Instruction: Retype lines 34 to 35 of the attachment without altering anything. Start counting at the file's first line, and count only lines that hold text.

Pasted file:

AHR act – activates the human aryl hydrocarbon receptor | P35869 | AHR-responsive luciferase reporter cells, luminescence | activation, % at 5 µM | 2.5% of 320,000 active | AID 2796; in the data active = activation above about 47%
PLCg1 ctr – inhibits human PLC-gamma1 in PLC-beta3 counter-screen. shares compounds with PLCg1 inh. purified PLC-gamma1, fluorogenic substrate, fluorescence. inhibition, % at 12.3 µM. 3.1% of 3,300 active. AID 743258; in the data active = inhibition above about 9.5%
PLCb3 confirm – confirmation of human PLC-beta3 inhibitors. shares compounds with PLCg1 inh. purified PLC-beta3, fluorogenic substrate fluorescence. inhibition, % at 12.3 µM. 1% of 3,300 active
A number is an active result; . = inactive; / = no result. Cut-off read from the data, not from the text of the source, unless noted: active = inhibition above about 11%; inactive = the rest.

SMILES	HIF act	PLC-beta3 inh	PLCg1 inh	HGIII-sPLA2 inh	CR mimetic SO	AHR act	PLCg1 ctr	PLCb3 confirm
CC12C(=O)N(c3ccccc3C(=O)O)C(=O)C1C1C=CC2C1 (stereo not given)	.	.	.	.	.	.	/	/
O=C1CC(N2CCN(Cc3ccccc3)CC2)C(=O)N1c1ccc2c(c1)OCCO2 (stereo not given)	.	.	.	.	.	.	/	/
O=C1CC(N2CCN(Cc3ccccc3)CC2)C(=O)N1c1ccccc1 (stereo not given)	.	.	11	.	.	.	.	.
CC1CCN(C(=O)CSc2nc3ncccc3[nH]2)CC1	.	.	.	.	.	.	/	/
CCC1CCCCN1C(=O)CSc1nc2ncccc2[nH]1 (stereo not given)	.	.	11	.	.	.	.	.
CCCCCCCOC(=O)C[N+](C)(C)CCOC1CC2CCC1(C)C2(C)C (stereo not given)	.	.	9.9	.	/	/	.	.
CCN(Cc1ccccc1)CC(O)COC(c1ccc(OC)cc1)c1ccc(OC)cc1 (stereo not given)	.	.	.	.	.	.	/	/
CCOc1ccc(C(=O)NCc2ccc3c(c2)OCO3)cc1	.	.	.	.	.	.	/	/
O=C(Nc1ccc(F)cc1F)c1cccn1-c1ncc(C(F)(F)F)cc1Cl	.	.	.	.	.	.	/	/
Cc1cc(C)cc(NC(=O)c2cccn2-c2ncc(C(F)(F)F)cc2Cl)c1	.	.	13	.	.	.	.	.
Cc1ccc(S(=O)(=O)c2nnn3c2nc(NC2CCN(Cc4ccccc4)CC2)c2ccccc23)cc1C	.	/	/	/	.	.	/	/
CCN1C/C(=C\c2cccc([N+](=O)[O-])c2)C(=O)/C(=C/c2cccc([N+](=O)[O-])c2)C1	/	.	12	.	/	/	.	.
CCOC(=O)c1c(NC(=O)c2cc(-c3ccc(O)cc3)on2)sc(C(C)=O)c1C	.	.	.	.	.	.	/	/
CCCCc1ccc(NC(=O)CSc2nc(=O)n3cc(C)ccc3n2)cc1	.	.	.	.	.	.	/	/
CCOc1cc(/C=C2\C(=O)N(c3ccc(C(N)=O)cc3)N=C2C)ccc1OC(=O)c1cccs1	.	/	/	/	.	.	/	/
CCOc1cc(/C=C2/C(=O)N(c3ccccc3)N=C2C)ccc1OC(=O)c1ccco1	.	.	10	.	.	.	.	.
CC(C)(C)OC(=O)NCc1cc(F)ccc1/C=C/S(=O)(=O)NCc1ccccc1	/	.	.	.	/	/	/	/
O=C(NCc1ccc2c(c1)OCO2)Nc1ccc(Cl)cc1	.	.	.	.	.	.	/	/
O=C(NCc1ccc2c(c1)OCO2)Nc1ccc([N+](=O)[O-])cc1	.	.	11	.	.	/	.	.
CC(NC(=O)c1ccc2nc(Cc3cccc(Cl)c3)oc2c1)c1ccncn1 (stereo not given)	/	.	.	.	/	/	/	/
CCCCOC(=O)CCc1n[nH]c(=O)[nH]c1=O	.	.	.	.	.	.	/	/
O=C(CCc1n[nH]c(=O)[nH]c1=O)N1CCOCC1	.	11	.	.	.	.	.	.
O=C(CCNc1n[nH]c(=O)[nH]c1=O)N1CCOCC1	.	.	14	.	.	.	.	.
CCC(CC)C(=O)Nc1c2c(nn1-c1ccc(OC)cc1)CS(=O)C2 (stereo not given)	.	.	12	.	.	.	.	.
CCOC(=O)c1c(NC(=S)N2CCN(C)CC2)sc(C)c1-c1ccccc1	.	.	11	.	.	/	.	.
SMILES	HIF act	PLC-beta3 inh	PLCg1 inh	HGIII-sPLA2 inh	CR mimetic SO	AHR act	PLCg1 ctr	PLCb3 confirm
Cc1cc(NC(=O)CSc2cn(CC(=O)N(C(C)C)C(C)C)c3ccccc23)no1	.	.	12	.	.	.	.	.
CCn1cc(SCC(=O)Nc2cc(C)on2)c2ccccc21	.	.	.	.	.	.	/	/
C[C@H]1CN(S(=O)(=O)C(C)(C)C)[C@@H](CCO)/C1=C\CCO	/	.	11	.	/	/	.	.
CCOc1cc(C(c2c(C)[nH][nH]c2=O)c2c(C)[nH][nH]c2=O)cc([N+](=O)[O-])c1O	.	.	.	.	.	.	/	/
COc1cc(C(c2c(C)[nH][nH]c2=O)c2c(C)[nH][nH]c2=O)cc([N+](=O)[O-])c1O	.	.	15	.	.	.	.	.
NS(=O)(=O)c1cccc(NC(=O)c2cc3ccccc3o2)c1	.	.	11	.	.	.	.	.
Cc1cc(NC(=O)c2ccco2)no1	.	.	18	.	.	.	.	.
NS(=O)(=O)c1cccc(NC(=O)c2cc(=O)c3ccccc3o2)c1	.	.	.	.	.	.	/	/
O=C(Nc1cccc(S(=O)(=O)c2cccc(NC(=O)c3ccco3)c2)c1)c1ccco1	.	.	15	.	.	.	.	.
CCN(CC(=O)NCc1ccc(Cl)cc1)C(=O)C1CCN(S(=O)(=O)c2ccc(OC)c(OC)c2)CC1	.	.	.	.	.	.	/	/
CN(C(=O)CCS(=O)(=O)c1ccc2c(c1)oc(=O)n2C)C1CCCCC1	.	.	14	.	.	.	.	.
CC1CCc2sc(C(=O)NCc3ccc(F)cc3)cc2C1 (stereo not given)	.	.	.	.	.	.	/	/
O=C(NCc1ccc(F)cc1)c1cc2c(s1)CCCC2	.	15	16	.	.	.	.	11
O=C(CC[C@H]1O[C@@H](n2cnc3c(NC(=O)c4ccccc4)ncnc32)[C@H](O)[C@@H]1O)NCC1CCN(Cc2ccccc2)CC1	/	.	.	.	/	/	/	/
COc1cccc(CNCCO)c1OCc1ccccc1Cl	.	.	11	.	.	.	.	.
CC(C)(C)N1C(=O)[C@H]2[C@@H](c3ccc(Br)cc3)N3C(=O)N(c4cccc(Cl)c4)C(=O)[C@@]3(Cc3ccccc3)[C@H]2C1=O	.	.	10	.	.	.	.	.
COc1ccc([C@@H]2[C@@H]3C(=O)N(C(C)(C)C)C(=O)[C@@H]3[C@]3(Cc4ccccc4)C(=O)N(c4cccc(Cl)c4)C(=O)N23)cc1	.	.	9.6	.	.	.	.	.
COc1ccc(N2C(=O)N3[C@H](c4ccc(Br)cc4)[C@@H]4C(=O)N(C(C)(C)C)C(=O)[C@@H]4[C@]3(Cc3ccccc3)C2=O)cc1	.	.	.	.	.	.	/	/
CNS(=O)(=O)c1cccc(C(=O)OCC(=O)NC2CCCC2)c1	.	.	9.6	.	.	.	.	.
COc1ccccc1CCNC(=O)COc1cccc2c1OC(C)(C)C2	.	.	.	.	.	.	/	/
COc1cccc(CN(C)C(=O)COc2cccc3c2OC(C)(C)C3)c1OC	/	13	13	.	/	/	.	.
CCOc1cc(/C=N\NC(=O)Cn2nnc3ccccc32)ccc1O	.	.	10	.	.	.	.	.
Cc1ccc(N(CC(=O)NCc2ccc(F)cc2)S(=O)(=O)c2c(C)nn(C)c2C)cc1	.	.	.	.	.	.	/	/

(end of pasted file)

C[C@H]1CN(S(=O)(=O)C(C)(C)C)[C@@H](CCO)/C1=C\CCO	/	.	11	.	/	/	.	.
CCOc1cc(C(c2c(C)[nH][nH]c2=O)c2c(C)[nH][nH]c2=O)cc([N+](=O)[O-])c1O	.	.	.	.	.	.	/	/